I never quite knew what to do with this wall when we moved in. I am glad I waited patiently before jumping to hanging stuff up! This was the perfect wall to display a linear calendar, which takes up quite a bit of space for its visual display of the year’s entirety. This display is what makes it Montessori-friendly because it’s a concrete visualization to an otherwise abstract concept for young children. I love that my son can better see how the days fit into a week, which fit into a month, which fits into the year.
I am not normally patient or creative enough to DIY projects, but I decided to attempt this one on my own. I’m really happy with the way it turned out!
Here’s how I did it:
- I used the Canva app to design the banners for the months, and then printed them at home.
- I made a blank grid with 31 slots on Word, and printed out 12 copies. Then I cut off whichever months only needed 30 slots; 28 for February.
- I laminated all of the print-outs, and tried to keep the dog fur out as best I could 😉
- I used a dry-erase marker to write the dates and days of the week on each copy. I probably could have saved major time had I slowed down to type this part out before printing! Oops.
- I purchased sticky reusable color tabs, and chose pink to identify the weekends, yellow to identify birthdays, blue to identify travel. I found these easier than stickers because the slots for the days are so narrow.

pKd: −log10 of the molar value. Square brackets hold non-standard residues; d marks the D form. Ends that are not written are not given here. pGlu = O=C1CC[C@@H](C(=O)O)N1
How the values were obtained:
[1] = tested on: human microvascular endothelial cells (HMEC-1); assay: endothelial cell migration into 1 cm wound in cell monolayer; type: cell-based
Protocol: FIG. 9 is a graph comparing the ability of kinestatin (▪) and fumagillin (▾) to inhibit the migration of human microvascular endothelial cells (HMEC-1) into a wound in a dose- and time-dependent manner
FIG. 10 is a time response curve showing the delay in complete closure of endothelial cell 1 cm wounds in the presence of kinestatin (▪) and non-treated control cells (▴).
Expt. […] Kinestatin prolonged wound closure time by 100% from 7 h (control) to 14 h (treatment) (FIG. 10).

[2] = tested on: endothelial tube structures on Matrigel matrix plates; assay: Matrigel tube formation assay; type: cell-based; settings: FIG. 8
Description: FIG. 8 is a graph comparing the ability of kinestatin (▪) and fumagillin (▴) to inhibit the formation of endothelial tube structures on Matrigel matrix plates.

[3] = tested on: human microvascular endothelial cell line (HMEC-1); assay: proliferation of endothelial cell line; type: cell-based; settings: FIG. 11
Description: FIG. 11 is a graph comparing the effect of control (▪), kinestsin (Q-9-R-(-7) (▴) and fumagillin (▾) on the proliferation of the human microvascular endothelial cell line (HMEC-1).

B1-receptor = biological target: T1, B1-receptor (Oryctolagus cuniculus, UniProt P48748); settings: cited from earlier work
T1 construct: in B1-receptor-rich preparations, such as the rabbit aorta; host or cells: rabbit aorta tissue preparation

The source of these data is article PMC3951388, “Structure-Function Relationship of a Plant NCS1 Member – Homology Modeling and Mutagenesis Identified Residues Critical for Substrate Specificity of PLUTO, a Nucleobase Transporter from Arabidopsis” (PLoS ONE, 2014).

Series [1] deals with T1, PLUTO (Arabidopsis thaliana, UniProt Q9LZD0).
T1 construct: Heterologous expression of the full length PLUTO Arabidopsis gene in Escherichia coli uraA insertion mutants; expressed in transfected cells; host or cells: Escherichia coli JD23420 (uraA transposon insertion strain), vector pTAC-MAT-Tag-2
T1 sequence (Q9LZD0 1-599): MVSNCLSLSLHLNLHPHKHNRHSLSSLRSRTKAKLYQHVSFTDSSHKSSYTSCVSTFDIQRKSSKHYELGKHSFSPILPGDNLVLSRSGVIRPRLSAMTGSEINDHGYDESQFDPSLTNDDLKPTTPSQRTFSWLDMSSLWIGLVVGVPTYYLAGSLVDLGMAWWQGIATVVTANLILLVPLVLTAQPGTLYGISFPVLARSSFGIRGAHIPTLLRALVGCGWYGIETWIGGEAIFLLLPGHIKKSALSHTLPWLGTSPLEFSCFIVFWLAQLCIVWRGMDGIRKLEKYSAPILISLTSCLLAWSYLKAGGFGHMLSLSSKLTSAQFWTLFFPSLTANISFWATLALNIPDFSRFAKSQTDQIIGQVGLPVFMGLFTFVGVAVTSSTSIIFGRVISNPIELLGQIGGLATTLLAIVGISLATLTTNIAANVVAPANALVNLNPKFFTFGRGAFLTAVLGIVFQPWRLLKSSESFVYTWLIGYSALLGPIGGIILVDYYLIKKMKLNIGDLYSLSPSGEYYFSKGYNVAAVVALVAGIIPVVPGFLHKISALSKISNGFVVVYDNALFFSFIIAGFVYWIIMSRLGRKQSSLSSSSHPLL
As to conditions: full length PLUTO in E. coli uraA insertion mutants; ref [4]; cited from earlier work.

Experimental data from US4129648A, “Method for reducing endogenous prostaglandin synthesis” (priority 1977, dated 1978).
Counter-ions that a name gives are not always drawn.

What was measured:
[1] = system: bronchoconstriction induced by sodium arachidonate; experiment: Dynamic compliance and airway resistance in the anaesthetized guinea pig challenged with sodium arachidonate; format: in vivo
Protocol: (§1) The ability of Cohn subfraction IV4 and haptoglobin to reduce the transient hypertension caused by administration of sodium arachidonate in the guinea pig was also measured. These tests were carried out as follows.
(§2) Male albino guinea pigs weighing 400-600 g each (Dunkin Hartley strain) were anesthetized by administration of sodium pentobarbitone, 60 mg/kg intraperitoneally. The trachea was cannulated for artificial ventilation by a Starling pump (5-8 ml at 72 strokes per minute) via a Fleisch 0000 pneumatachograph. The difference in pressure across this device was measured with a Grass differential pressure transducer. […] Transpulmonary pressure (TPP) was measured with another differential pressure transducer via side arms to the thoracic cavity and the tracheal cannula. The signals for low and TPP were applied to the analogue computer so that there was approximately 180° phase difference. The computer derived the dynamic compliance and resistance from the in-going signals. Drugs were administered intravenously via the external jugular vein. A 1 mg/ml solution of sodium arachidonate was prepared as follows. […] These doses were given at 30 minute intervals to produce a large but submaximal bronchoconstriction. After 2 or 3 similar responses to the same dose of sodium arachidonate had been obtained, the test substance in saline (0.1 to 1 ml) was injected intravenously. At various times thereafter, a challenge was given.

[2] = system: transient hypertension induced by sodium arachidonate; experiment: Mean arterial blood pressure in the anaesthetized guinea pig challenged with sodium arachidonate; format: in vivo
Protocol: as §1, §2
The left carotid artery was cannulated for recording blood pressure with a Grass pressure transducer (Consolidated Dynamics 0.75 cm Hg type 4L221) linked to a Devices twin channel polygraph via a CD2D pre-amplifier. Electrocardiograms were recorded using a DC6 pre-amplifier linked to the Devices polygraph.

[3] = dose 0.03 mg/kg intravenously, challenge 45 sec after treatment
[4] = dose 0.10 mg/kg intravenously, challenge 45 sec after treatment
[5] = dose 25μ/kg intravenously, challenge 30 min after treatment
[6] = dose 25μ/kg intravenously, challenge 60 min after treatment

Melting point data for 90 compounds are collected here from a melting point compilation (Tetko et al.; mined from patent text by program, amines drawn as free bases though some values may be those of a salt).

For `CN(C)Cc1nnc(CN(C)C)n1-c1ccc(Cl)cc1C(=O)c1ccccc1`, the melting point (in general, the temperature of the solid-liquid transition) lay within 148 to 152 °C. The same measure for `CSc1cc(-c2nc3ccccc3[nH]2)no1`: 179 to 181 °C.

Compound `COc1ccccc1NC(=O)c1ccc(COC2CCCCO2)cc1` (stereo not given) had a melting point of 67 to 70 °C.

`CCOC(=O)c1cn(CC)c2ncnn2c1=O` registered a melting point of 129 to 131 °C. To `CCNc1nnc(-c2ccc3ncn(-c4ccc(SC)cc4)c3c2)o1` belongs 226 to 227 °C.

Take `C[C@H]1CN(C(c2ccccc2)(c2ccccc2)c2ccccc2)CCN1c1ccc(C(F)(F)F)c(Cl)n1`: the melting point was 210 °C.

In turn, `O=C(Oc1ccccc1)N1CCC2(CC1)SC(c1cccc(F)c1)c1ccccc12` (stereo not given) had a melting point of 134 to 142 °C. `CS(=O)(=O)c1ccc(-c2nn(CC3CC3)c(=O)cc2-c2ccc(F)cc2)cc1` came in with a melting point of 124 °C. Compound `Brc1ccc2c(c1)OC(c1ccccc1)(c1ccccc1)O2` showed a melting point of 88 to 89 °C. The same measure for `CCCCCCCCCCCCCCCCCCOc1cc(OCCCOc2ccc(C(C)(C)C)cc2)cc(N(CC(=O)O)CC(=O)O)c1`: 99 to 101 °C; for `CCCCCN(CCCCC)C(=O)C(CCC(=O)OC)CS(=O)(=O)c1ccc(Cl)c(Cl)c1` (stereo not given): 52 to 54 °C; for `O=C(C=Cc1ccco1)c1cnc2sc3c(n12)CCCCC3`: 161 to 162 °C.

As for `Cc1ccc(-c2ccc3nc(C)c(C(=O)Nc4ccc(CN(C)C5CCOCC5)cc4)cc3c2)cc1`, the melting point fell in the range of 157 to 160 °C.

- I hung up the display using nails, and found a small white clothespin that we can use to identify the current day. (In the pictures I had a blue chip clip, but it proved to be too big and difficult to clip on).
- I repurposed a bulletin board strip and drilled it above the calendar, where I hung up some photos in chronological order featuring highlights of our year thus far. I need to use photo paper next time, as the photos have since curled up.
I’d also love to add lower bulletin boards where my son can hang up artwork and projects from school! For now, this has been super engaging as is!
It’s good fine motor work for him to carefully move the clothespin to the current day. When we begin a new month, I can visually show him how we are moving from the previous to the new. He loves talking about family birthdays, and is always going up to it trying to see when the next birthday is. Now when he asks, “When’s Ellie’s birthday? Is it tomorrow?” I can show him where November is and how far that is compared to tomorrow, rather than just tell him “November,” which is otherwise meaningless to him.
I think it’s calming for him to have something concrete like this to grasp, especially since routine is not something we can always rely on as a military family. Change is our norm and daddy does not work a predictable schedule. This gives us a nice blank slate to showcase additional changes beyond holidays and birthdays!
I also feel more engaged in it than I thought I would be. I initially designed it for my son, but I am drawn to it even as an adult. While it visually looks massive to my son, it is the opposite for me. It is grounding and humbling to see our family year condensed on the wall, and it inspires me to stay connected and present as we move through each day, week, month. It’s going to be so special to see all the memories we’ve made by the year’s end!
I was inspired to do this project after feeling the pressures of teaching time to my kids. What started as me rushing them to my level has now been slowed to me meeting them on their level. Here’s an article I wrote for Montessorium’s Guidepost Parent on this topic, “Who’s counting: We don’t teach time, we live it.”